“So apparently my aunt was aked to play the Christmas angel in her school Christmas play, and as I understand it my grandmother went to talk with the rabbi to make sure this was okay, and he said yes. And then there must've been some sort of write-up in the newspaper and a picture of her-- she was blonde-haired, had blue eyes-- and this was sort of dragged through the press. I think it's called the Sturmer. And so they had some backlash from that and so that would have been right around the time the kids would have been taken out of German School.
"[My mother] went first to German school and then, I guess it would have been after the Nuremburg Laws, they were taken out of the German school and had to go to a school just for Jewish kids. I think she had a really enjoyable childhood. She was the younger of two girls. My Aunt Marianne was four years older than my mom, and you know my mom was definitely interested in boys and you know she had friends. She was, as I understand, she was generous. She would be given chocolate that she would then give away to children. Those are the kinds of stories that I heard."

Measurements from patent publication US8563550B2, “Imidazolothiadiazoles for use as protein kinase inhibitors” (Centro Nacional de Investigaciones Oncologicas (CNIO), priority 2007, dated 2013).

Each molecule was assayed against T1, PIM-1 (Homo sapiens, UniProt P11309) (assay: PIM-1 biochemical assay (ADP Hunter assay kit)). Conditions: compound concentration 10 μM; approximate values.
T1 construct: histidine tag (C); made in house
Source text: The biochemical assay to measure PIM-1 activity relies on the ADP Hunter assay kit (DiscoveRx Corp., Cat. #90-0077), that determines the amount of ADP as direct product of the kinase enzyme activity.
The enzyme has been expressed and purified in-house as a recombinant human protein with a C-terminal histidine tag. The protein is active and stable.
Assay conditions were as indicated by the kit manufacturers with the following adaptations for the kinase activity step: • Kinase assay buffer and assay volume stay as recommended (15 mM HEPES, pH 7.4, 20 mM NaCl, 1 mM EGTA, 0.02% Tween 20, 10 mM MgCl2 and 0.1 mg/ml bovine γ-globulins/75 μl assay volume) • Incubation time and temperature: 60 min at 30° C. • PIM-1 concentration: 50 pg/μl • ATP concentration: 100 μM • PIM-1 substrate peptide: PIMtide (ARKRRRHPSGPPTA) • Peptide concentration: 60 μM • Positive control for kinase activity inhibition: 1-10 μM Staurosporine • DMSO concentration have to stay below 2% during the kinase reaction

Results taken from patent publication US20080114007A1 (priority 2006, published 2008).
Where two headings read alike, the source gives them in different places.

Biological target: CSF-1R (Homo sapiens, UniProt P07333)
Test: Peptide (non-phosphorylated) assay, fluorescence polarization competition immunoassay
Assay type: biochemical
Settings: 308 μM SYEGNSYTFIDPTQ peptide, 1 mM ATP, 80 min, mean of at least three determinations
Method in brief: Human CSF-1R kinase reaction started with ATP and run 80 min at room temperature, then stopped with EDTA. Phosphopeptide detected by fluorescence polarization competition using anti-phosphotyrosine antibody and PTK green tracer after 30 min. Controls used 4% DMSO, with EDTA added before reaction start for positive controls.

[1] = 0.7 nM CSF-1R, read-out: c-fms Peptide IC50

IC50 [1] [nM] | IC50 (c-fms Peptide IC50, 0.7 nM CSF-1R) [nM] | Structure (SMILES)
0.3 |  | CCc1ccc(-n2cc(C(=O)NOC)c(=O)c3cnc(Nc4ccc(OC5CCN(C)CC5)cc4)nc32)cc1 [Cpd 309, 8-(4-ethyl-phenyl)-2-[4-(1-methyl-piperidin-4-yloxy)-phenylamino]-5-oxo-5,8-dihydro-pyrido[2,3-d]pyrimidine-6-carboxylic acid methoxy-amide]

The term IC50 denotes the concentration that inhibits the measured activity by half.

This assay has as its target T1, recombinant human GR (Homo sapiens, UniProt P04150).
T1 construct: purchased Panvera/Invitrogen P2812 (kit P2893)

Editor’s Note: Once Hitler rose to power, normal everyday life for Jewish Germans changed gradually at first. Since they were so young at the time, the biggest difference for Jackie’s mother and aunt was the change in schools. While they previously attended normal public German schools, after the Nuremburg Laws were put into effect, they were forced to attend Jewish-only schools with the rest of the Jewish children. Aside from some occasional hateful comments and past friends now ignoring her or being rude to her, Dora’s life did not change too much for the worse at first. She made new friends at the Jewish-only school and still lived a pretty happy childhood.